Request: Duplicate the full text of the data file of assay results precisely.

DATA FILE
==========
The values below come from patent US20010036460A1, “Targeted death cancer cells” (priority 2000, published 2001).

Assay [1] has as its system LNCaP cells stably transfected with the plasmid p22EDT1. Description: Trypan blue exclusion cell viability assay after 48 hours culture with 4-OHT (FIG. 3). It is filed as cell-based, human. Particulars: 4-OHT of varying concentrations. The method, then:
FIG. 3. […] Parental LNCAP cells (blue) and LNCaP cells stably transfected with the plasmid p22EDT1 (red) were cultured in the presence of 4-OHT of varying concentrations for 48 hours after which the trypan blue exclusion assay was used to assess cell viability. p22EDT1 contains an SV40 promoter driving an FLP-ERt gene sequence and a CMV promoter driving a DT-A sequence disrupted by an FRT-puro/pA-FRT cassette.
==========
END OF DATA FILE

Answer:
The values below come from patent US20010036460A1, “Targeted death cancer cells” (priority 2000, published 2001).

Assay [1] has as its system LNCaP cells stably transfected with the plasmid p22EDT1. Description: Trypan blue exclusion cell viability assay after 48 hours culture with 4-OHT (FIG. 3). It is filed as cell-based, human. Particulars: 4-OHT of varying concentrations. The method, then:
FIG. 3. […] Parental LNCAP cells (blue) and LNCaP cells stably transfected with the plasmid p22EDT1 (red) were cultured in the presence of 4-OHT of varying concentrations for 48 hours after which the trypan blue exclusion assay was used to assess cell viability. p22EDT1 contains an SV40 promoter driving an FLP-ERt gene sequence and a CMV promoter driving a DT-A sequence disrupted by an FRT-puro/pA-FRT cassette.